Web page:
- Gluten Guardian contains both gluten and carb-digestive enzymes for high-carb meals. It helps eliminate gas and bloating from carbohydrate-rich foods, especially gluten. The gluten-digesting enzyme also helps you fully break down A1 casein to reduce inflammation from it.
- HCL Breakthrough can improve your stomach acid levels and ensure overall smooth digestion.
- P3OM also helps break down gluten and other proteins.
Phase 4: Total Fat Adaptation (12+ Months)
Entering this phase means you’ve achieved complete metabolic flexibility and can move from keto to an occasional high-carb meal without leaving ketosis.
Ketogenic Diet Considerations
In the past 26 years, I have made many mistakes in my ketogenic diet journey—the following tips will help you enter ketosis smoothly while avoiding painful and costly mistakes:
Optimize Your Digestion
Many people experience digestive issues when they start a ketogenic diet. Early side effects can include diarrhea, constipation, belching, and acid reflux.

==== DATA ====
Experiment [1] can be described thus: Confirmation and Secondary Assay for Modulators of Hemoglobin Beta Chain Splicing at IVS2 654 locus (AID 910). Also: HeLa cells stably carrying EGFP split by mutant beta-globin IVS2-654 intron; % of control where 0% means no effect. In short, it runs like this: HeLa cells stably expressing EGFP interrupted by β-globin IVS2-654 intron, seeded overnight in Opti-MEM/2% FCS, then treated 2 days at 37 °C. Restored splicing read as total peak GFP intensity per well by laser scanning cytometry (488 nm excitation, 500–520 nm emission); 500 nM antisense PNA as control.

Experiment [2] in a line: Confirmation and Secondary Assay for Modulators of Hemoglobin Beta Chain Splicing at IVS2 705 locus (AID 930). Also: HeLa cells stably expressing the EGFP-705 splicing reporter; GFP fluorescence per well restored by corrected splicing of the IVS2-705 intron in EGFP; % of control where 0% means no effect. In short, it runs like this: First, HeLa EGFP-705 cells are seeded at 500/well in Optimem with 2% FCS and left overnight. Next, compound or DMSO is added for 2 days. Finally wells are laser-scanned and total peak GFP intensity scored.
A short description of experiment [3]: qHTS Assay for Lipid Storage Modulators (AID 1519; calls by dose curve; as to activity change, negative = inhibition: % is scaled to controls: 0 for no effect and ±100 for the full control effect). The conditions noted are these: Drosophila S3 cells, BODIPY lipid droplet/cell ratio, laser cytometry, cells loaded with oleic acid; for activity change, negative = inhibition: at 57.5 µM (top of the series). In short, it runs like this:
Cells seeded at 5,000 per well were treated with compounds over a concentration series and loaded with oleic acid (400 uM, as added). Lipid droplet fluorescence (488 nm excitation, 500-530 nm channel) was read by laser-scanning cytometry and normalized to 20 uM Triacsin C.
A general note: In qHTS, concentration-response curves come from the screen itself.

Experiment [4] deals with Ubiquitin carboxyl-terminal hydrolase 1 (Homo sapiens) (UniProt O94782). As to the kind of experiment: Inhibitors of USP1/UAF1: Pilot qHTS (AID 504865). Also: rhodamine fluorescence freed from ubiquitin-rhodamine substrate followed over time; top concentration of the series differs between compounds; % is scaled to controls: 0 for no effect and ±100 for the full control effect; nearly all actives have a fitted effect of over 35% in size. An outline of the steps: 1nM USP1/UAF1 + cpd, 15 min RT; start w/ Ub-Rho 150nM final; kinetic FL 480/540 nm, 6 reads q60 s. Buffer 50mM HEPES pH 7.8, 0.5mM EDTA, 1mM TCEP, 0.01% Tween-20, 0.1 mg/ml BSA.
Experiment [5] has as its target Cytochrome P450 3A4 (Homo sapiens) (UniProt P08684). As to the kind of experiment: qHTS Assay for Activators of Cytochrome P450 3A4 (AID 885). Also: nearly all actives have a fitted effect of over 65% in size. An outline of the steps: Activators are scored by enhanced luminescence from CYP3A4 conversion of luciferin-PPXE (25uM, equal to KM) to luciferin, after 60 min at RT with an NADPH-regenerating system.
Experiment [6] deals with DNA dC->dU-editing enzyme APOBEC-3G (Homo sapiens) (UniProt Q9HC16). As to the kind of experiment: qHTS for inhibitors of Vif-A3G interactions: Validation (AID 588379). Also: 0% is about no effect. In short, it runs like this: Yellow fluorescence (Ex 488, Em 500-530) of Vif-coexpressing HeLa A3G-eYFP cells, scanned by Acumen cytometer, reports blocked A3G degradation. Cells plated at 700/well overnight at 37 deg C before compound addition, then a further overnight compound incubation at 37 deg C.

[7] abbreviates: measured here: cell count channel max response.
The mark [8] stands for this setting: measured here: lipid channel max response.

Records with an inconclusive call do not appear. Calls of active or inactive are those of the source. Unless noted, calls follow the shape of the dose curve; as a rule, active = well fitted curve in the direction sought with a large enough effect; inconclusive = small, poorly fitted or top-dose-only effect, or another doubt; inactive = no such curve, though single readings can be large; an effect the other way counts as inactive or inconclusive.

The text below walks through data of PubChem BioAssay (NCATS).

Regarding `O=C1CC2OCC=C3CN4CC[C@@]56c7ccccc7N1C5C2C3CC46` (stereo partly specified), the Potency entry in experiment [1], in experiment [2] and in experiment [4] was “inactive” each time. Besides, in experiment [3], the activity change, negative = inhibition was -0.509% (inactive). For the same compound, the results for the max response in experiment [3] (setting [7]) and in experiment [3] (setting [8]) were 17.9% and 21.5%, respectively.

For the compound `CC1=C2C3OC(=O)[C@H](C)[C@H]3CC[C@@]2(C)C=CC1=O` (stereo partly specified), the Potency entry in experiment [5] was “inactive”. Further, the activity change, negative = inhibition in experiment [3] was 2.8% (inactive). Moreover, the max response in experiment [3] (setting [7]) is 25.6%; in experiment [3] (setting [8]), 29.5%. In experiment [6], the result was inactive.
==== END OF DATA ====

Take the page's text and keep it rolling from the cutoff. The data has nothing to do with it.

When you first start keto, your gut biome changes, and high-fat meals demand a lot of lipase and bile. P3OM, one of our probiotic products, can help alleviate the issue.
You may also experience digestive distress from fat indigestion. We built a special digestive enzyme called kApex for keto eaters. It has a lot of lipases and proteases, which help digest fats and proteins. The dandelion root in it also stimulates bile flow, which is important for fat digestion. kApex also contains some energizing ingredients, which help you get through keto-adaptation fatigue.
Stomach acid is also crucial for digestion and stimulating natural bile flow. If you have heartburn and belching, HCL Breakthrough can help you with this.
A large high-carb refeed meal after a fast or doing keto for a while can shock your digestive system. The best keto supplements, such as MassZymes, are designed to maximize nutrient assimilation and refeeding benefits from these meals. Whereas Gluten Guardian is best to help with high-carb and gluten-containing meals like pizza, pasta, and bread. Blood Sugar Breakthrough will help manage your blood sugar and drive glucose into the muscles.
Other than using natural keto supplements, some tips that can help your keto journey move along smoothly include:
- Minimize inflammation
- Don’t rely on A1 dairy for your fat intake
- Support your microbiome and gut barrier —Biome Breakthrough contains IgYmax and a synergistic blend of probiotics, prebiotics, and collagen. It effectively reduces bad bacteria and improves the colonization of good bacteria. It also helps promote a healthy gut barrier